What would you say is the hardest thing about being a woman and a nerd in our society?
The hardest thing about being a woman and a nerd in our society is that we are overlooked. There are a small number of us represented in pop culture. In our sub-culture its even worse, which is why Black Girl Nerds was created. I think that women feel that being nerdy is somehow unattractive or less appealing to men. Men prefer vixens and scantily clad ladies. Albeit that is true for the most part, there are a large group of men out there who love and are generally attracted to nerdy girls. As I mentioned before, the nerd archetype is evolving and being a nerd is not what it used to be. Hence the reason why more people feel comfortable coming out of the Nerd Closet.
This year you made a website called Black Girl Nerds. What are your views on how being black, being a nerd and being a woman is portrayed in the media?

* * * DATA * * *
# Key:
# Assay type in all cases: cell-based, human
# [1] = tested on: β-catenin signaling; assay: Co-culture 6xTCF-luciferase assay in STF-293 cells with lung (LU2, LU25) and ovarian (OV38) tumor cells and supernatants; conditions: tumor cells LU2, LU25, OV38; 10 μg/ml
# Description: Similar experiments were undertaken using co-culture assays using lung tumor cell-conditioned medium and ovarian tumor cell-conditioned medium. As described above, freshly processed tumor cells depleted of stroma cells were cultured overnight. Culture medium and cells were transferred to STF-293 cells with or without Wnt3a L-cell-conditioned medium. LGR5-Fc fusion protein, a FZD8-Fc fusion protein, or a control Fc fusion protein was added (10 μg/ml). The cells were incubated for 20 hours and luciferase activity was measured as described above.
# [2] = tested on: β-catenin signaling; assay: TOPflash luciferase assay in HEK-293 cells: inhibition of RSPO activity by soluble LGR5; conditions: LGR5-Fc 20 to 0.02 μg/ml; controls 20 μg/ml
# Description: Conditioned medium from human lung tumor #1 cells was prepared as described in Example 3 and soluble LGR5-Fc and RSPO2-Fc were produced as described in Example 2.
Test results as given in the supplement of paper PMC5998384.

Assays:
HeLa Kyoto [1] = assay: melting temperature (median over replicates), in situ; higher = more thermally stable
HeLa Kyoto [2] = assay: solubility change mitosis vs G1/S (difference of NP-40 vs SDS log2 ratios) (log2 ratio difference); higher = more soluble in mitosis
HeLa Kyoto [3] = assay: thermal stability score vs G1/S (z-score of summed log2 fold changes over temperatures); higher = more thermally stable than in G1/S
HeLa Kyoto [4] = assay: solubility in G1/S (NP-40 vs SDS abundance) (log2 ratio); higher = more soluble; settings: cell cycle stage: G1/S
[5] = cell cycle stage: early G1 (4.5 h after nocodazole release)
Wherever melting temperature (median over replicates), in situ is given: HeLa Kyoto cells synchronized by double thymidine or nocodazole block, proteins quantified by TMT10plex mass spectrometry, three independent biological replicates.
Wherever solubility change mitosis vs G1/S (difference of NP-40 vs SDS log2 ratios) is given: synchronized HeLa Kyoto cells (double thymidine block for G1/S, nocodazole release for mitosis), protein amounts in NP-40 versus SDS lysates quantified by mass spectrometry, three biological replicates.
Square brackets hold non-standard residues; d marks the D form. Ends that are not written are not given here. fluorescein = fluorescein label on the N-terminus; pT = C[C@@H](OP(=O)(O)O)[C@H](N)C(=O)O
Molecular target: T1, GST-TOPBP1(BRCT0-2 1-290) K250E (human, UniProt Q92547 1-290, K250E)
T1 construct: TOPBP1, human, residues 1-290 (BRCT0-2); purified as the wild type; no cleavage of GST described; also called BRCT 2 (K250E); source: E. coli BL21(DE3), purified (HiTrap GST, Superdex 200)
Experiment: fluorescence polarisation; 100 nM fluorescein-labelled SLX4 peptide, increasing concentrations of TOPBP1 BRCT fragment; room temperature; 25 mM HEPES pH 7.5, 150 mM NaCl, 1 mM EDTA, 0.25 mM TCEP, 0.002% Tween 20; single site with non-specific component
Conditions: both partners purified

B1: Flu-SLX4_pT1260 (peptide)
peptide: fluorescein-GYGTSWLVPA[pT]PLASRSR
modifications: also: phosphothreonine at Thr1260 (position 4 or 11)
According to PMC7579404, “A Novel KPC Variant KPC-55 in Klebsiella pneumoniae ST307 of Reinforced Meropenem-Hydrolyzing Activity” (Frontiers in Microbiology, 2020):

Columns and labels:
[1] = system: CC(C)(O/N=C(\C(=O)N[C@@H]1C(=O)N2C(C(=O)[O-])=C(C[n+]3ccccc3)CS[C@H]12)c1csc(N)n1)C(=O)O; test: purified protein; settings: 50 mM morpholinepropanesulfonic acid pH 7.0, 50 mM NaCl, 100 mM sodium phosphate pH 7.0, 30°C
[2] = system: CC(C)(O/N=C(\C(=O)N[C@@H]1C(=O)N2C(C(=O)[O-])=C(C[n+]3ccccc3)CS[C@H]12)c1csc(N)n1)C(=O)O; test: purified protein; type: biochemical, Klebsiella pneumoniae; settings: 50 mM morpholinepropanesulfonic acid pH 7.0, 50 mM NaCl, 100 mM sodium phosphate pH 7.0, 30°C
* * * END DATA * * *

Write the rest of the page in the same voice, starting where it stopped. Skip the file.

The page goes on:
My views are that there is a serious deficiency in the representation of black women as nerds in the media. Many media outlets will portray a white girl nerd before a black girl nerd. I believe the reason is pop culture’s lack of diversity in “geekdom”. Many people have assumptions that being nerdy is more of a “white thing” than a “black thing”. I myself have succumb to the pressure of trying to change who I am to fit society’s standards of what it is to be a black girl. The social masks I have worn throughout the years dictate this. In hindsight, I realize that I have always been a nerd and I was just trying to cover it up with a shroud of guilt by being someone I was not.